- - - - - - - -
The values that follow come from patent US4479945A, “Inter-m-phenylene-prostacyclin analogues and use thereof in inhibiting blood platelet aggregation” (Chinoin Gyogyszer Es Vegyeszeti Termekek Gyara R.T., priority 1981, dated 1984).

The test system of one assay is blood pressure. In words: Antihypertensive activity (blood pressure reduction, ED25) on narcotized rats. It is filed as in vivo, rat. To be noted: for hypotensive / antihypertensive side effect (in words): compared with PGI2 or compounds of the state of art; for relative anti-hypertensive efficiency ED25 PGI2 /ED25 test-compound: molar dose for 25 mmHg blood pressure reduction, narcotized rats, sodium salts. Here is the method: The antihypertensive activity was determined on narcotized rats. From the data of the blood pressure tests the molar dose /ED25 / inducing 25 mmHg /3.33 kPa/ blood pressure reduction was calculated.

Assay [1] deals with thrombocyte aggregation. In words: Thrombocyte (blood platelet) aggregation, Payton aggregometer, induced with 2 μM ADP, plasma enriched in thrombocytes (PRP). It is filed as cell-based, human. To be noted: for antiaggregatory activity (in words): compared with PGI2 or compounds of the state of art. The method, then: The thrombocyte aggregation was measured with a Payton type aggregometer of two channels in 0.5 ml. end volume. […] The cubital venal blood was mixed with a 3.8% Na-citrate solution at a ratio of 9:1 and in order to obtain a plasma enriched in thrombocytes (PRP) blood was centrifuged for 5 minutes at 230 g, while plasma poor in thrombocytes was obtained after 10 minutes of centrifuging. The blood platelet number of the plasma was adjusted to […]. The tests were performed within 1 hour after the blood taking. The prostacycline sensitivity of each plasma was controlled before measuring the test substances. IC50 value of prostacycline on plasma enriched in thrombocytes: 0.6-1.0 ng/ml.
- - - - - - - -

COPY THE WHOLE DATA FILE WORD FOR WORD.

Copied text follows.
The values that follow come from patent US4479945A, “Inter-m-phenylene-prostacyclin analogues and use thereof in inhibiting blood platelet aggregation” (Chinoin Gyogyszer Es Vegyeszeti Termekek Gyara R.T., priority 1981, dated 1984).

The test system of one assay is blood pressure. In words: Antihypertensive activity (blood pressure reduction, ED25) on narcotized rats. It is filed as in vivo, rat. To be noted: for hypotensive / antihypertensive side effect (in words): compared with PGI2 or compounds of the state of art; for relative anti-hypertensive efficiency ED25 PGI2 /ED25 test-compound: molar dose for 25 mmHg blood pressure reduction, narcotized rats, sodium salts. Here is the method: The antihypertensive activity was determined on narcotized rats. From the data of the blood pressure tests the molar dose /ED25 / inducing 25 mmHg /3.33 kPa/ blood pressure reduction was calculated.

Assay [1] deals with thrombocyte aggregation. In words: Thrombocyte (blood platelet) aggregation, Payton aggregometer, induced with 2 μM ADP, plasma enriched in thrombocytes (PRP). It is filed as cell-based, human. To be noted: for antiaggregatory activity (in words): compared with PGI2 or compounds of the state of art. The method, then: The thrombocyte aggregation was measured with a Payton type aggregometer of two channels in 0.5 ml. end volume. […] The cubital venal blood was mixed with a 3.8% Na-citrate solution at a ratio of 9:1 and in order to obtain a plasma enriched in thrombocytes (PRP) blood was centrifuged for 5 minutes at 230 g, while plasma poor in thrombocytes was obtained after 10 minutes of centrifuging. The blood platelet number of the plasma was adjusted to […]. The tests were performed within 1 hour after the blood taking. The prostacycline sensitivity of each plasma was controlled before measuring the test substances. IC50 value of prostacycline on plasma enriched in thrombocytes: 0.6-1.0 ng/ml.